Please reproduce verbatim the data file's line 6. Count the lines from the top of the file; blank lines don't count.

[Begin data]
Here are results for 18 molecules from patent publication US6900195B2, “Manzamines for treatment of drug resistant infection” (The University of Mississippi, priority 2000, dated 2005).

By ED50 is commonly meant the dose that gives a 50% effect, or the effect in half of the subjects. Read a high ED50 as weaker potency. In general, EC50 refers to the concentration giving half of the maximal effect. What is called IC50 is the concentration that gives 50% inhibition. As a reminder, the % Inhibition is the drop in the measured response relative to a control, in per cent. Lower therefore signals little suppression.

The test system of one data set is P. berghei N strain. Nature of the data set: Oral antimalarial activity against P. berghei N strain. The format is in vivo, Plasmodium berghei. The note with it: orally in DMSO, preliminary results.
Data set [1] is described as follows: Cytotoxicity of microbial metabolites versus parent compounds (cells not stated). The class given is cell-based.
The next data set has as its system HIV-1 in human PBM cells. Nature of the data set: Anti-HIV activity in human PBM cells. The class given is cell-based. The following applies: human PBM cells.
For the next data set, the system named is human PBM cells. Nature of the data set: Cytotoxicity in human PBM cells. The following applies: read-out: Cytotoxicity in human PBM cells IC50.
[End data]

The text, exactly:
For the next data set, the system named is human PBM cells. Nature of the data set: Cytotoxicity in human PBM cells. The following applies: read-out: Cytotoxicity in human PBM cells IC50.